Later in the nineties, Caroline began directing, working on two films she also wrote. The first was Black Beauty (1994), an adaptation of Anna Sewell’s classic novel of the same name. The movie tells the story from the perspective of a beautiful and spirited horse named Black Beauty. Narrated by Alan Cumming, Black Beauty recounts his life journey, the various owners he encounters, and the bonds he forms along the way. The second was Buddy, about an eccentric New York socialite, and her close relationship with a gorilla.
Most recently, Caroline wrote the screenplay for Welcome to Marwen, the true story of Mark Hogancamp (portrayed by Steve Carell), who creates a miniature World War II village in his backyard as a form of therapy after a traumatic assault. The miniature town reflects his own experiences and relationships, offering a unique and imaginative way for him to cope with his emotional struggles. The film is beloved for its creativity, fantastical elements, and most of all Mark’s touching character and story. As FF2 contributor Sophia Jin puts it in her review: “Caroline Thompson’s screenplay creates an emotional recovery story that people resonate with.”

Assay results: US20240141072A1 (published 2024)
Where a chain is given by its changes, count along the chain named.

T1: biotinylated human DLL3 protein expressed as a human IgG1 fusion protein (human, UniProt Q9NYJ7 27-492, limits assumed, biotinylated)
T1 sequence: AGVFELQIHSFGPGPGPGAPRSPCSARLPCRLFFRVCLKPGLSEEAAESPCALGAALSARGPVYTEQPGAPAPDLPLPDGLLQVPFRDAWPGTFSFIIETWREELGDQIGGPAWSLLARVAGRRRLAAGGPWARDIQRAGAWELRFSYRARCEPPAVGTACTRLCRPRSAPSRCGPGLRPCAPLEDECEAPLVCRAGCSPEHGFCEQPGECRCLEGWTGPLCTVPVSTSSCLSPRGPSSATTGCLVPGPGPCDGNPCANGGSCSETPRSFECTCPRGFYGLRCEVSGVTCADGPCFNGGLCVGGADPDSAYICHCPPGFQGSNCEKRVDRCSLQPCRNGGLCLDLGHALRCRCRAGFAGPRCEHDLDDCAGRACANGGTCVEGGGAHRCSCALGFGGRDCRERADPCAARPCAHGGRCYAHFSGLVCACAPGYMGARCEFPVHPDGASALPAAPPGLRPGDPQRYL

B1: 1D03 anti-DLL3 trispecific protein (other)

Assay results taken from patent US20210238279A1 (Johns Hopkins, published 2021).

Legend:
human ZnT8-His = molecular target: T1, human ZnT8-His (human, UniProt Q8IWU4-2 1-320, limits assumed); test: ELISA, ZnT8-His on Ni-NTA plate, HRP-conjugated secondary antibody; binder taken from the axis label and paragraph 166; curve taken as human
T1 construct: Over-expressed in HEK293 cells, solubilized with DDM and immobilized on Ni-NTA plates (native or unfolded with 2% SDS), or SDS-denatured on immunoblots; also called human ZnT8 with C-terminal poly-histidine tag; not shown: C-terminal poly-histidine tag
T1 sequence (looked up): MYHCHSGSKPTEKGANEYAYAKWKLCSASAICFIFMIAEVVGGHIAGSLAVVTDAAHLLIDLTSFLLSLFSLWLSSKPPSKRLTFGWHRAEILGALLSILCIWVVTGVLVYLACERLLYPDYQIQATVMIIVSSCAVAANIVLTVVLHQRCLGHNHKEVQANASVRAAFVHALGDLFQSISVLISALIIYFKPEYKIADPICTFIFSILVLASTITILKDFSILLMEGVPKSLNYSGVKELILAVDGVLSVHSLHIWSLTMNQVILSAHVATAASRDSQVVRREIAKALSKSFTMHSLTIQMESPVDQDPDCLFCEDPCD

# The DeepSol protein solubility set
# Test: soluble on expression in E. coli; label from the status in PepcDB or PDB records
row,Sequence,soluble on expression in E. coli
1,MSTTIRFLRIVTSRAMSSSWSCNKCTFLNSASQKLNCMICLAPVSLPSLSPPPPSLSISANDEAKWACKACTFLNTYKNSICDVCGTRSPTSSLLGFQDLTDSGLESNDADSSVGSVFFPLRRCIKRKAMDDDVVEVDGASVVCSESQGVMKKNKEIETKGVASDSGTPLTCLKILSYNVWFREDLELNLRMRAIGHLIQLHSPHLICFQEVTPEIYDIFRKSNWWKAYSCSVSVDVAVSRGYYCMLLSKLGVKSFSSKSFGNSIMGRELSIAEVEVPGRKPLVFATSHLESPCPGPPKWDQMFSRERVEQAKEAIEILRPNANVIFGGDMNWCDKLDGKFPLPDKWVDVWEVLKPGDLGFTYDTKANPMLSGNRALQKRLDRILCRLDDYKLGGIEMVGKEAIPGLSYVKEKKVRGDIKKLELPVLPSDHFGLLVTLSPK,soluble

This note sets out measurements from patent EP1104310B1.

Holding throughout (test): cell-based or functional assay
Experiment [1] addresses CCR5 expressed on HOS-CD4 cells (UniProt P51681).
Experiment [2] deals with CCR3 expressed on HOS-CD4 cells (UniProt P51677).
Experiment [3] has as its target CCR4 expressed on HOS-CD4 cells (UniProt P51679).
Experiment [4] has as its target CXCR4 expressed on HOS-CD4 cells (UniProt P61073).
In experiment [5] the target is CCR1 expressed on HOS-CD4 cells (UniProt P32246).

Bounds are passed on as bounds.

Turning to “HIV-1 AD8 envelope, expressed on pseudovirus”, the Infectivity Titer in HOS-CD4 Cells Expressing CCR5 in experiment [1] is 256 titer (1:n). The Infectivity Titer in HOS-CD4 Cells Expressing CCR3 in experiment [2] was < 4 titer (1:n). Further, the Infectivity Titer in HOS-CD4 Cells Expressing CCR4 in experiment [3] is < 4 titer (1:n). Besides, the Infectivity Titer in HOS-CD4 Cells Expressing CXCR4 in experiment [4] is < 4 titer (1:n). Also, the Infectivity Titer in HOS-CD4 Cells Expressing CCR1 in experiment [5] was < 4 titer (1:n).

Though Caroline’s directorial pursuits veer away from the gothic elements of her previous writing, their empathetic depictions of animals and their experiences follow the central theme of her storytelling: that emotional resonance and heart can be found in the stories of every type of being. Caroline possesses an acute sense of life’s most important feelings and experiences. It is no wonder that The Nightmare Before Christmas and Edward Scissorhands are two of Tim Burton’s most beloved films; keep Caroline in mind as you enjoy these holiday favorites. In everything that Caroline creates, she leads with her heart.
© Julia Lasker (12/21/23) Special for FF2 Media
LEARN MORE/DO MORE
Admire all the credits on Caroline’s IMDb page!
Survey the streaming options for Edward Scissorhands here.
Survey the streaming options for The Nightmare Before Christmas here.
Survey the streaming options for Welcome to Marwen here.
Learn more about Caroline on Wikipedia.
Click here to read Sophia Jin’s review of Welcome to Marwen.
CREDITS & PERMISSIONS
Featured photo: Film still from THE NIGHTMARE BEFORE CHRISTMAS (1993), screenplay by Caroline Thompson. Photo Credit: AJ Pics / Alamy Stock Photo. Image ID: 2JD8D15
Middle photo: Film still from EDWARD SCISSORHANDS (1990) featuring Johnny Depp (as Edward) & Diane Weist (as Peg Boggs). Screenplay co-written by Caroline Thompson. Photo Credit: © Twentieth Century Fox. Pictorial Press Ltd / Alamy Stock Photo. Image ID: 2APAD3Y
Bottom photo: Screenwriter Caroline Thompson at the WELCOME TO MARWEN (2018) film premiere at the ArcLight Hollywood on December 10, 2018 in Los Angeles, CA. Photo Credit: Kay Blake / ZUMA Wire / Alamy Stock Photo. Image ID: R92FRH